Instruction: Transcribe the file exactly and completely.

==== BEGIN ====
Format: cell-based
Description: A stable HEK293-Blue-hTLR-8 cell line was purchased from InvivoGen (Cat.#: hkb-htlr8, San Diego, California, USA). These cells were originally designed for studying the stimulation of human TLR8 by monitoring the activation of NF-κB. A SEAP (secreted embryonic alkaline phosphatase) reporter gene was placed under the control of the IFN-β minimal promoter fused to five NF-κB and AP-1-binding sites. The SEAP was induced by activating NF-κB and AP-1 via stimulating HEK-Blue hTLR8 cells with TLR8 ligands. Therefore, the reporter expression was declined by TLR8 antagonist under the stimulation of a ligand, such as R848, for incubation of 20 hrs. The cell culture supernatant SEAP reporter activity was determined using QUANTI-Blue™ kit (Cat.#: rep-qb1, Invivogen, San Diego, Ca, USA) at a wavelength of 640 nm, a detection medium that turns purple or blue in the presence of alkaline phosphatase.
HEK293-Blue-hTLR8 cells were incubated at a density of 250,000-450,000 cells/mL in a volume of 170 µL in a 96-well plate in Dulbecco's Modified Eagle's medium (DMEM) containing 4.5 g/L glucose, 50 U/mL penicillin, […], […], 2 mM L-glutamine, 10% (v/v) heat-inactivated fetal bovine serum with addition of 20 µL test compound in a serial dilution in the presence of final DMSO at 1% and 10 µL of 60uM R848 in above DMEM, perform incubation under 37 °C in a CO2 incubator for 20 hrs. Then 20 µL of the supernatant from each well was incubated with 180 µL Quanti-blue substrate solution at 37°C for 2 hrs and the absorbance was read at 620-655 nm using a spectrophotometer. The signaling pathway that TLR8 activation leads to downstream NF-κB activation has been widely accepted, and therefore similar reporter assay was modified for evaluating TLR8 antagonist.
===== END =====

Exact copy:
Format: cell-based
Description: A stable HEK293-Blue-hTLR-8 cell line was purchased from InvivoGen (Cat.#: hkb-htlr8, San Diego, California, USA). These cells were originally designed for studying the stimulation of human TLR8 by monitoring the activation of NF-κB. A SEAP (secreted embryonic alkaline phosphatase) reporter gene was placed under the control of the IFN-β minimal promoter fused to five NF-κB and AP-1-binding sites. The SEAP was induced by activating NF-κB and AP-1 via stimulating HEK-Blue hTLR8 cells with TLR8 ligands. Therefore, the reporter expression was declined by TLR8 antagonist under the stimulation of a ligand, such as R848, for incubation of 20 hrs. The cell culture supernatant SEAP reporter activity was determined using QUANTI-Blue™ kit (Cat.#: rep-qb1, Invivogen, San Diego, Ca, USA) at a wavelength of 640 nm, a detection medium that turns purple or blue in the presence of alkaline phosphatase.
HEK293-Blue-hTLR8 cells were incubated at a density of 250,000-450,000 cells/mL in a volume of 170 µL in a 96-well plate in Dulbecco's Modified Eagle's medium (DMEM) containing 4.5 g/L glucose, 50 U/mL penicillin, […], […], 2 mM L-glutamine, 10% (v/v) heat-inactivated fetal bovine serum with addition of 20 µL test compound in a serial dilution in the presence of final DMSO at 1% and 10 µL of 60uM R848 in above DMEM, perform incubation under 37 °C in a CO2 incubator for 20 hrs. Then 20 µL of the supernatant from each well was incubated with 180 µL Quanti-blue substrate solution at 37°C for 2 hrs and the absorbance was read at 620-655 nm using a spectrophotometer. The signaling pathway that TLR8 activation leads to downstream NF-κB activation has been widely accepted, and therefore similar reporter assay was modified for evaluating TLR8 antagonist.